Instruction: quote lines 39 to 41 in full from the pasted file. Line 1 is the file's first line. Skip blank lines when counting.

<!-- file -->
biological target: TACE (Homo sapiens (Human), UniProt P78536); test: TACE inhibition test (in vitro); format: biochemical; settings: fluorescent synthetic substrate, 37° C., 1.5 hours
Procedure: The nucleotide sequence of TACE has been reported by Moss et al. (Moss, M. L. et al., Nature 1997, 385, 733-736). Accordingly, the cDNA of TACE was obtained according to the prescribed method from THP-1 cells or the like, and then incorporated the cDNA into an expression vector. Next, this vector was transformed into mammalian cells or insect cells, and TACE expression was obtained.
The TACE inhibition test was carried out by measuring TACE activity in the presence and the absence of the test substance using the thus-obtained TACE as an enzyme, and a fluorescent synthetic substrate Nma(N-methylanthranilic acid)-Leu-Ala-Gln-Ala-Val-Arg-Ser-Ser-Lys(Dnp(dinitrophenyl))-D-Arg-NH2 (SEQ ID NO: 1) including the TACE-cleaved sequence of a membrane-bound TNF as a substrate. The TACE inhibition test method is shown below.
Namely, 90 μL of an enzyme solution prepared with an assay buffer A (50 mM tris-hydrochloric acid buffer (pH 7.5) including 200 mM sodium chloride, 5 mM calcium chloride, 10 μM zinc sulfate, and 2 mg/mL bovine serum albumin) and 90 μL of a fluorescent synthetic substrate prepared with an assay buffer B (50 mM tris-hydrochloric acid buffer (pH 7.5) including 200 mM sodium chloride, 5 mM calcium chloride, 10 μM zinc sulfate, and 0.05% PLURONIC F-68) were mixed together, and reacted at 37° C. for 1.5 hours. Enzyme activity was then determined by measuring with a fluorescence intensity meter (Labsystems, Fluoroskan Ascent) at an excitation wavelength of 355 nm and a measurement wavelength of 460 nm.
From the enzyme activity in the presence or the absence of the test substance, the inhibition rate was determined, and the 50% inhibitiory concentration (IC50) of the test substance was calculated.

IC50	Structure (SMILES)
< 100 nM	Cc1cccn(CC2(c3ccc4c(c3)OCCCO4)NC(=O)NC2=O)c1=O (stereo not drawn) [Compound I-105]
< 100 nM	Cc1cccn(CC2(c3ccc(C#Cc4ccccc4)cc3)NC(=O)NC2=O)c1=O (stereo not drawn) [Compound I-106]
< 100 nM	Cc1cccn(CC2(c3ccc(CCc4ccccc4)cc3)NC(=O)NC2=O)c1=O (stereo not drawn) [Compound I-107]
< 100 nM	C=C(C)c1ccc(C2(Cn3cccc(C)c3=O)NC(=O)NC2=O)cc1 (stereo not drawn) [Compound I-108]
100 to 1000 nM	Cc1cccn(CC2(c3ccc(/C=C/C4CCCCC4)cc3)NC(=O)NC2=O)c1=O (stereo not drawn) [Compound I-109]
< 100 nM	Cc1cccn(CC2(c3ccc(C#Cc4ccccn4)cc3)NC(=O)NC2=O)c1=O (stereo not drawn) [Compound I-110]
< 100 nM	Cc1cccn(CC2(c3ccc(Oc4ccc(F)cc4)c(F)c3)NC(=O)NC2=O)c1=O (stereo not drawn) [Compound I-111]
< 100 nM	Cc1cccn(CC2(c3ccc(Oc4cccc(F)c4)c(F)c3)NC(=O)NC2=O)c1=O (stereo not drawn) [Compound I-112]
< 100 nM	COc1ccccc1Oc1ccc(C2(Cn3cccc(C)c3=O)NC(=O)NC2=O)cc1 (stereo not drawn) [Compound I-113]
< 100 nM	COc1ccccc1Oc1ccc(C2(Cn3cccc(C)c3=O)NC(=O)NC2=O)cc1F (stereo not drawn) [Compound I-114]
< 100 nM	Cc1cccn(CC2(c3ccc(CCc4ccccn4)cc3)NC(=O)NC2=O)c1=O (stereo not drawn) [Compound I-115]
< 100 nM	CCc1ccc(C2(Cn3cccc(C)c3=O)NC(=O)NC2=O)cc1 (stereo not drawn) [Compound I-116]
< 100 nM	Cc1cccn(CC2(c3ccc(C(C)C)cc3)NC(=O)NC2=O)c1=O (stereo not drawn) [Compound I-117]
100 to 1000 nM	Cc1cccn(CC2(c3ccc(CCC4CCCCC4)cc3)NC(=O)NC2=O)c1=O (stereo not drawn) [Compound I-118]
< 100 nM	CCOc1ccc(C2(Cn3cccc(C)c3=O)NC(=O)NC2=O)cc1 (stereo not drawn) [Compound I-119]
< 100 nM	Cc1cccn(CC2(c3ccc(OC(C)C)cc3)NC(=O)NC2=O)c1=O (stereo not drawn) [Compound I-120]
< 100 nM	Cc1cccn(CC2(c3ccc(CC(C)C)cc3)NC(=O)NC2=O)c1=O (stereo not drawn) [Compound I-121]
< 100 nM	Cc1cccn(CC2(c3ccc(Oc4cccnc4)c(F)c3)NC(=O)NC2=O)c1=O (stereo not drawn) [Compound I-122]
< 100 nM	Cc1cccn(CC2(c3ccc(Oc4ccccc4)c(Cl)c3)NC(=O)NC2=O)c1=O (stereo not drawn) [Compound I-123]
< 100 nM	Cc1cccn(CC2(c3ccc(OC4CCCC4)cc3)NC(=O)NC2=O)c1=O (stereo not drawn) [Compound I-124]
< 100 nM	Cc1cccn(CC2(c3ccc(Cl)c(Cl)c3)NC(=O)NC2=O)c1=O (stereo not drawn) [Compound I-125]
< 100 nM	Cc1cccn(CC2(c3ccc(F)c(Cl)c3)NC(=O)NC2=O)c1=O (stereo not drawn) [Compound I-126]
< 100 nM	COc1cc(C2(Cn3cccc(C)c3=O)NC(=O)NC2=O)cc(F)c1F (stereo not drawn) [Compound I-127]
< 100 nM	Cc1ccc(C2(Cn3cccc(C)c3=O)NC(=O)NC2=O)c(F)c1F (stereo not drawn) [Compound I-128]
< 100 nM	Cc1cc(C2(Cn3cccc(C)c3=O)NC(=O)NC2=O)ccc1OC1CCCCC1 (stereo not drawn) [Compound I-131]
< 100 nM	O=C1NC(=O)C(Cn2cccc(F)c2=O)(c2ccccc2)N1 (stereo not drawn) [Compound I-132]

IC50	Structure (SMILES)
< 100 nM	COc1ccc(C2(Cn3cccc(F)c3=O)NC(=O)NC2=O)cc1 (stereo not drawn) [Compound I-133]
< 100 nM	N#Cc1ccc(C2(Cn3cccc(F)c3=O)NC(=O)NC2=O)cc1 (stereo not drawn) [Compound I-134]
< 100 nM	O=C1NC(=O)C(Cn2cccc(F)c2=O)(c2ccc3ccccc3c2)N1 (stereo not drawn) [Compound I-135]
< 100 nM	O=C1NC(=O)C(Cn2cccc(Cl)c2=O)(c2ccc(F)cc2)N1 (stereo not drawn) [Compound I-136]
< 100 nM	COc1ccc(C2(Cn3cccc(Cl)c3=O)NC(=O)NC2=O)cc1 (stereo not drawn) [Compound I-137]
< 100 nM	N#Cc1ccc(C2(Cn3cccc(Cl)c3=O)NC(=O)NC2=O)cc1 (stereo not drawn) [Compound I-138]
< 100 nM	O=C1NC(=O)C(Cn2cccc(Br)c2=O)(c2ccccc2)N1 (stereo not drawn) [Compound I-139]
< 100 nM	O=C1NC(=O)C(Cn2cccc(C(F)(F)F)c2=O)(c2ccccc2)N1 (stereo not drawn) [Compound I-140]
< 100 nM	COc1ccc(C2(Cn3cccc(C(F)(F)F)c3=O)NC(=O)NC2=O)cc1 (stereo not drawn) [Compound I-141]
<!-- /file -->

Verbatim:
< 100 nM	N#Cc1ccc(C2(Cn3cccc(Cl)c3=O)NC(=O)NC2=O)cc1 (stereo not drawn) [Compound I-138]
< 100 nM	O=C1NC(=O)C(Cn2cccc(Br)c2=O)(c2ccccc2)N1 (stereo not drawn) [Compound I-139]
< 100 nM	O=C1NC(=O)C(Cn2cccc(C(F)(F)F)c2=O)(c2ccccc2)N1 (stereo not drawn) [Compound I-140]